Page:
Improving access to advice

03 February 2021

Money & Life team

Money & Life contributors draw on their diverse range of experience to present you with insights and guidance that will help you manage your financial wellbeing, achieve your lifestyle goals and plan for your financial future.

The release of their consultation paper on access to affordable advice is an encouraging sign that ASIC are taking this matter seriously. In its Policy Platform released last year, the FPA showed how committed we are in putting affordable advice at the centre of our policy efforts over the next five years.

In November 2020, ASIC released consultation paper CP 332: Promoting access to affordable advice for consumers. Based on responses from their own research report Financial Advice: what consumers really think conducted in 2019, ASIC found that people often considered getting financial advice due to specific triggers such as making a specific financial decision or having reached a new life stage.

In the same year Investment Trends reported that 38% of potential financial planner clients prefer piece-by- piece advice models compared with 20% preferring comprehensive advice. This bears out ASIC’s own research findings from their 2010 report Access to financial advice in Australia that limited advice would be a popular choice with consumers, if it were available.

This is why much of CP 332 is focused on issues with providing scaled – or limited – advice,  including feedback on regulatory guidance from ASIC on this type of advice. The paper also invites comments on whether digital channels are a good way to provide good-quality limited advice plus any other matters relating to the delivery of both affordable personal advice and limited advice.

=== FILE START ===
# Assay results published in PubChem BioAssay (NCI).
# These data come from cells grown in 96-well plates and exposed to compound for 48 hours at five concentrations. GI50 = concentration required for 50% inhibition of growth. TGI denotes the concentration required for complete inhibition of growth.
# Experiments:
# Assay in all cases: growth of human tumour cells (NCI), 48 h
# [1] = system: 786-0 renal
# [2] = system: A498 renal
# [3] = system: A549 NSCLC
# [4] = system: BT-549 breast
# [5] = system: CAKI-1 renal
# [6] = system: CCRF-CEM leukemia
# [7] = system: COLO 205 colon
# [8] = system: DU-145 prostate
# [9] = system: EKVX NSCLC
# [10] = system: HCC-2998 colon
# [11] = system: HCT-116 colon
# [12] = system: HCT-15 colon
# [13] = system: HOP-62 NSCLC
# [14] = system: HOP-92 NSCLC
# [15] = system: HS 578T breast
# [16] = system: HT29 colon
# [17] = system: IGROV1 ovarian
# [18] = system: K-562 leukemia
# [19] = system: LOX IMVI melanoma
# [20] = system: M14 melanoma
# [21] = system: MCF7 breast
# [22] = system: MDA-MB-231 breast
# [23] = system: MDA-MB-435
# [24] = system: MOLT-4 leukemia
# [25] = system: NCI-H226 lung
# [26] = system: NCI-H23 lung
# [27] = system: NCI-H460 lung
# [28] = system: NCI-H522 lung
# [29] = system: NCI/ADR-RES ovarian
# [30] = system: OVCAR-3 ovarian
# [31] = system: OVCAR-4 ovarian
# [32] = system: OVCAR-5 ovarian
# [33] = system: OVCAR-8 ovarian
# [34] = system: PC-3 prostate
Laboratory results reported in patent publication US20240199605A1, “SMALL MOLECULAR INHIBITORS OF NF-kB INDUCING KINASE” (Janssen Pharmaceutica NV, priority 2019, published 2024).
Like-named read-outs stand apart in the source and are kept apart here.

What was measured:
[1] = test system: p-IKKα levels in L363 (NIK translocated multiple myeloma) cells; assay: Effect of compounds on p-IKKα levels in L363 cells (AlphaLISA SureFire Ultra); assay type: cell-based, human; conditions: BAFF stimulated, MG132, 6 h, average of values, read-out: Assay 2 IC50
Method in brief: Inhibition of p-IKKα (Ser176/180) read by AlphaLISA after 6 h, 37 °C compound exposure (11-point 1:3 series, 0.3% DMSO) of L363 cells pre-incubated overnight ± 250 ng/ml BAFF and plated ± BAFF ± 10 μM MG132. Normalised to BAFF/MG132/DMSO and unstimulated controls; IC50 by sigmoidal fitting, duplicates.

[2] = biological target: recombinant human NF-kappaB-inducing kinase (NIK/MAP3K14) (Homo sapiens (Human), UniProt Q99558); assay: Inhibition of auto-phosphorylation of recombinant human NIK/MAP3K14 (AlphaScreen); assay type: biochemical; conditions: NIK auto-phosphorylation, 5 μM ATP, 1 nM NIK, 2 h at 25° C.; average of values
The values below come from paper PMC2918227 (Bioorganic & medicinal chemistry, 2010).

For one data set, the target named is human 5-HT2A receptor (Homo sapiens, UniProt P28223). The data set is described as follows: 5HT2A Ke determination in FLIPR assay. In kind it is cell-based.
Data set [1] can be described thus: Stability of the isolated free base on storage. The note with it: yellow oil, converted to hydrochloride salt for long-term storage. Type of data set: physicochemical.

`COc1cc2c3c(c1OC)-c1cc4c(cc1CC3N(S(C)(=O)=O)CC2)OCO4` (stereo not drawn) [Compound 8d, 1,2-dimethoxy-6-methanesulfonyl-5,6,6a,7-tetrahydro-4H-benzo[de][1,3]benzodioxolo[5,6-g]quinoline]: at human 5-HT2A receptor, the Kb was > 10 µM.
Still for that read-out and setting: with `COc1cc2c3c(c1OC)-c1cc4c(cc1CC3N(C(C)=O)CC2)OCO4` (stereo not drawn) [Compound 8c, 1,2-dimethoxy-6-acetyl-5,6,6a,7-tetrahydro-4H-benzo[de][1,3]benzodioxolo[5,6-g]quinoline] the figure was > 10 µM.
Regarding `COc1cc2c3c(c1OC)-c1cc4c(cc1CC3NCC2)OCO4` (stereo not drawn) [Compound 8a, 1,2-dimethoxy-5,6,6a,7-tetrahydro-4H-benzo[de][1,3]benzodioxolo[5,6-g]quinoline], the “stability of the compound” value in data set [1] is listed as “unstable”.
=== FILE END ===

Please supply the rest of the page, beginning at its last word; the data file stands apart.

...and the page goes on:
Cost of Advice: FPA recommendations

In this consultation paper ASIC say “we want to help industry increase the availability of good- quality affordable personal advice that meets consumers’ needs.” This is a goal the FPA has put front and centre in our Policy Platform, Affordable Advice, Sustainable Profession. Section Five of this document includes five policy recommendations with the specific intent of reducing the cost of advice for consumers.

Download the FPA Policy Platform, Affordable Advice, Sustainable Profession

5.1 Ability to buy the advice you want
Regulatory guidance, including model Statements of Advice, should be provided to clearly articulate the circumstances in which a financial planner can provide advice on a limited scope engagement, with the aim of providing consumers with more options for how they receive affordable financial advice.